The Everlasting Stream: A True Story of Rabbits, Guns, Friendship, and Family, By Walt Harrington. Atlantic Monthly Press. 192 pages. $23.
Walt Harrington was an effete Washington Post reporter shamelessly driven to manicures, Sokol Blosser Pinot Noir, $700 Tallia suits, fine art and antique collectibles. He was an apparent newsroom toady and know-it-all. A man of ample ambitions and certain talent.
The story of how he managed to transcend his paltry manhood through rabbit hunting with his working class father-in-law could either be a comic romp or sentimental rubbish. Instead, he has managed to spin it into a peculiarly pleasurable book, written well, layered with passionate characters, noisy with distinct voices and rife with conviction. It is a little self-satisfied and a bit of a conversion narrative, but also earnest enough and odd enough, as they say in publishing, to "find its market."
There are, after all, plenty of dissatisfied, cosmopolitan men who, one could argue, would do well to pick up a gun, apprentice themselves to some countrified gentlemen and light out after little bunnies like old Walt does once in a while. This book is for them.
The path Harrington follows on his transformation rises out of a familiar myth in American life: The child of working-class parents lifts himself up by the bootstraps, burns with ambition, elevates through social ranks, succeeds by hard work, becomes the person he might once have abhorred, escapes his predicament by purging himself of class consciousness and returns to the estimable values of his childhood.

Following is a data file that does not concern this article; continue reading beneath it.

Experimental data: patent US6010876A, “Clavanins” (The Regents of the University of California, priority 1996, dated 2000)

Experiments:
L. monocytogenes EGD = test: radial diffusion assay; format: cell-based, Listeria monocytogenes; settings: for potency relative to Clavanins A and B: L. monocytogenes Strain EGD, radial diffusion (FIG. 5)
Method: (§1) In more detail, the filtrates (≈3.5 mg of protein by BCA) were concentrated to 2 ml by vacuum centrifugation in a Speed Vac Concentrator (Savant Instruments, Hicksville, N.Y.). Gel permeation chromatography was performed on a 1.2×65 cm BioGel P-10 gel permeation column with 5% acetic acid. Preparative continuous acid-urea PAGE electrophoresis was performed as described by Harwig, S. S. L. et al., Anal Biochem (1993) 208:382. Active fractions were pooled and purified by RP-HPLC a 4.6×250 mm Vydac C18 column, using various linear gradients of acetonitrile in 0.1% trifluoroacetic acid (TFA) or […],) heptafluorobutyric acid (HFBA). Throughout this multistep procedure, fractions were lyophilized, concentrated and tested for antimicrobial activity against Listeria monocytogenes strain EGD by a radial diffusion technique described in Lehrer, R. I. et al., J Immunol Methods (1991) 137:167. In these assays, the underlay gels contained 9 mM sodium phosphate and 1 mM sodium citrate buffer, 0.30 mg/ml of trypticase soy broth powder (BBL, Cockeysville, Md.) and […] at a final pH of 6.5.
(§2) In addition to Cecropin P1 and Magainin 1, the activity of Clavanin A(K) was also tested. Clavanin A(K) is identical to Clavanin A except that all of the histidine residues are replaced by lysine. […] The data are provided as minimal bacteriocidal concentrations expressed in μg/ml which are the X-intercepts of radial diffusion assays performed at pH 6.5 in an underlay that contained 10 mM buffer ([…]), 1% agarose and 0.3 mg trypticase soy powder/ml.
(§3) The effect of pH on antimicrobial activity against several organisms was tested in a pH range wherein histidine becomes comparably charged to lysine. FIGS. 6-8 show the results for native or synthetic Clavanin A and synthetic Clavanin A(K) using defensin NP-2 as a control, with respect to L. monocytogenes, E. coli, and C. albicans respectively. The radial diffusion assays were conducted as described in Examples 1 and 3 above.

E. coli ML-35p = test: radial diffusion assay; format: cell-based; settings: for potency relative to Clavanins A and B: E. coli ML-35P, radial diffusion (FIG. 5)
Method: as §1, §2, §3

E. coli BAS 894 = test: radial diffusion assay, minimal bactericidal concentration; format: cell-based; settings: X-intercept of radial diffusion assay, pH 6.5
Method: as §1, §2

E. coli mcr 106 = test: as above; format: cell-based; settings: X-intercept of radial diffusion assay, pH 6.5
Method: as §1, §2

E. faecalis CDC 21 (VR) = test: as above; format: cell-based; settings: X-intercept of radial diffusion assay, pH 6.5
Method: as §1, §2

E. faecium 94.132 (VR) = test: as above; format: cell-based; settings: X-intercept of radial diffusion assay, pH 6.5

It may be an old chestnut, but it is in the way Harrington fashions the piece -- artfully masked in hunting lore, the vernacular of Kentucky good old boys and guiltless confessions of his ascension into Washington journalism -- that gives the effort genuine appeal.
The story is set mostly where it begins, in the woods of rural Glasgow, Ky., homeplace of his wife's family, among a small group of African-American men whom Harrington initially describes as "country characters from central casting, quaint and amusing." It is not of just passing interest that the author is white and the other men, including his "quaint" father-in-law, are black. That they manage to accept him and, in fact, over more than 12 years, draw him into the warmth of their company is fairly astonishing.
What begins as a social obligation to join his wife's father one Thanksgiving "stomping through briars and corn stubble in a chilling drizzle," becomes a life-altering habit. The men who tutor him, as he merges into their lives through modest hunting adventures, slowly engage him emotionally, forcing him to question the shallowness of his values, his excessive professional ambitions and, finally, nothing less than what it means to be a man.
While these private reflections are significant enough to bring him to end his association with the Post and take up teaching at a Midwestern university, they seem a little belabored in the retelling. Fortunately, his philosophical digressions do not detract from excellent passages that describe the sport, cleaning rabbits, the old men's cackling conversations and ecstatic moments of self-awareness among the crew after a particularly fine hunt.
Years ago, Harrington's profiles of famous people brought some sparkle to the pages of The Washington Post. This book shows him to be a much improved writer and, apparently, a greatly matured man.
Gary Dorsey writes for the features department at The Sun. He is author of three books of narrative nonfiction. His Congregation, published in 1995, was a first-person account of a New England, small-town church.